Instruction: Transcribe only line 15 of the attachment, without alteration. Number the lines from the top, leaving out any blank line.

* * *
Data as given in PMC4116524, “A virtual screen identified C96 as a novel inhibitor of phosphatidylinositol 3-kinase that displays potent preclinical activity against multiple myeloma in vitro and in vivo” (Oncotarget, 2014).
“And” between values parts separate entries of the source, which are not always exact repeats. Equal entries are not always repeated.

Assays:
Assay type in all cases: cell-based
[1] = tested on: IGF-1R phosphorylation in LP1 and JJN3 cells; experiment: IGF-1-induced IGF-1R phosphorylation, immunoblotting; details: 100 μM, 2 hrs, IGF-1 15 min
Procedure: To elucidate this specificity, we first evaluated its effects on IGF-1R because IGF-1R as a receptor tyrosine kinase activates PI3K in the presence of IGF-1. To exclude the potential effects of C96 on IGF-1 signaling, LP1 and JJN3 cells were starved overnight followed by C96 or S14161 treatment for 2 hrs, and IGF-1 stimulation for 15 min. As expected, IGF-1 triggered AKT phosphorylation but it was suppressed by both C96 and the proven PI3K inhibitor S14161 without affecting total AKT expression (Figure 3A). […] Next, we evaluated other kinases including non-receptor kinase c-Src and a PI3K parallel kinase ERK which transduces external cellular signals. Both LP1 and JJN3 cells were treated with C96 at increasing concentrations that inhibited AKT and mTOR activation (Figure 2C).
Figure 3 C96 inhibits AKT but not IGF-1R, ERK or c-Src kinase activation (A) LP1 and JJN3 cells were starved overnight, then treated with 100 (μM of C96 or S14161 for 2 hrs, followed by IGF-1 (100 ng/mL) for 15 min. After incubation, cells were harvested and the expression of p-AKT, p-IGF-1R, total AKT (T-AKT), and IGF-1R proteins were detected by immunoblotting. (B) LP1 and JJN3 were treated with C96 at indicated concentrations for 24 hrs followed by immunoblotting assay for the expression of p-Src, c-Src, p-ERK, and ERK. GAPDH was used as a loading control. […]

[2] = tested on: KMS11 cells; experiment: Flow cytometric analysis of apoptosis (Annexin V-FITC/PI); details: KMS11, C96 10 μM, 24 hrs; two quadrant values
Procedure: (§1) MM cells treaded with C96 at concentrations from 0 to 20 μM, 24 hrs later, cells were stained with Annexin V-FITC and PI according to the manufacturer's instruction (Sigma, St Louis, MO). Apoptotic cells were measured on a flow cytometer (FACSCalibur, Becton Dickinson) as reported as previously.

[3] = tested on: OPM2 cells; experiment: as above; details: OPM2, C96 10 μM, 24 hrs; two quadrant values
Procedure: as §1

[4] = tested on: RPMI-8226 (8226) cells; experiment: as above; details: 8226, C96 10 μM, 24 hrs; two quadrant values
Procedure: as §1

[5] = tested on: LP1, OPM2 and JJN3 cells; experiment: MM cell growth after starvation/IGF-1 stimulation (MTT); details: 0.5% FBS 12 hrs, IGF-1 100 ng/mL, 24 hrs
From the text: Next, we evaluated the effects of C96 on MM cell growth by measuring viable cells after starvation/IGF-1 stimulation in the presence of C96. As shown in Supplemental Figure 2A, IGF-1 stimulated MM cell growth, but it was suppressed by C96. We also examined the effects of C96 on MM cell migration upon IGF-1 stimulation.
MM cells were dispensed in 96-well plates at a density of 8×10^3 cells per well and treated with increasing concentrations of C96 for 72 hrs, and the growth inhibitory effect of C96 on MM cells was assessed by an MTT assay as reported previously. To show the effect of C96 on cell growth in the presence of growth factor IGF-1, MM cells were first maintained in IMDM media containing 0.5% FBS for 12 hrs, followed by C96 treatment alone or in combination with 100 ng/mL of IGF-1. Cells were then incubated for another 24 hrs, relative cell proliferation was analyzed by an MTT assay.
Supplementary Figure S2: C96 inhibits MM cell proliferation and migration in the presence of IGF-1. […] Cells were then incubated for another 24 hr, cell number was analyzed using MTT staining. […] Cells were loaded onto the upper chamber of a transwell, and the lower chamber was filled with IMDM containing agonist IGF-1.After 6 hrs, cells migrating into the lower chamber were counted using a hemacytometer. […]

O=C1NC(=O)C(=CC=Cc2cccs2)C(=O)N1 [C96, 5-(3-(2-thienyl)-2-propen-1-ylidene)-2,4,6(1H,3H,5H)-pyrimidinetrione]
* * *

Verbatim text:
From the text: Next, we evaluated the effects of C96 on MM cell growth by measuring viable cells after starvation/IGF-1 stimulation in the presence of C96. As shown in Supplemental Figure 2A, IGF-1 stimulated MM cell growth, but it was suppressed by C96. We also examined the effects of C96 on MM cell migration upon IGF-1 stimulation.